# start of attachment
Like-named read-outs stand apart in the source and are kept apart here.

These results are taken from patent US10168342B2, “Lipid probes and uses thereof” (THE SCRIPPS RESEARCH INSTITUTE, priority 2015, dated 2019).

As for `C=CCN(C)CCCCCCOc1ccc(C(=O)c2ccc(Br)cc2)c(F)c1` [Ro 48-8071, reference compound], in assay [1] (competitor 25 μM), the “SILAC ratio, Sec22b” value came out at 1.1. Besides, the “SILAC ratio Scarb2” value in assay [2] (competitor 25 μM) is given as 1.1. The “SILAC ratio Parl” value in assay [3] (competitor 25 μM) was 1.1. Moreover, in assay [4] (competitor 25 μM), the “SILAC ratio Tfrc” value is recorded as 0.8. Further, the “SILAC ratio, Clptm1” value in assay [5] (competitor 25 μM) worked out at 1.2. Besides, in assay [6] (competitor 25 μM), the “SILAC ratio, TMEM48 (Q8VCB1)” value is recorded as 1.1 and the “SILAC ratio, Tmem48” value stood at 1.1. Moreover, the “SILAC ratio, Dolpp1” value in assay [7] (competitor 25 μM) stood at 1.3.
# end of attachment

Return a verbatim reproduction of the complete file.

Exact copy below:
Like-named read-outs stand apart in the source and are kept apart here.

These results are taken from patent US10168342B2, “Lipid probes and uses thereof” (THE SCRIPPS RESEARCH INSTITUTE, priority 2015, dated 2019).

As for `C=CCN(C)CCCCCCOc1ccc(C(=O)c2ccc(Br)cc2)c(F)c1` [Ro 48-8071, reference compound], in assay [1] (competitor 25 μM), the “SILAC ratio, Sec22b” value came out at 1.1. Besides, the “SILAC ratio Scarb2” value in assay [2] (competitor 25 μM) is given as 1.1. The “SILAC ratio Parl” value in assay [3] (competitor 25 μM) was 1.1. Moreover, in assay [4] (competitor 25 μM), the “SILAC ratio Tfrc” value is recorded as 0.8. Further, the “SILAC ratio, Clptm1” value in assay [5] (competitor 25 μM) worked out at 1.2. Besides, in assay [6] (competitor 25 μM), the “SILAC ratio, TMEM48 (Q8VCB1)” value is recorded as 1.1 and the “SILAC ratio, Tmem48” value stood at 1.1. Moreover, the “SILAC ratio, Dolpp1” value in assay [7] (competitor 25 μM) stood at 1.3.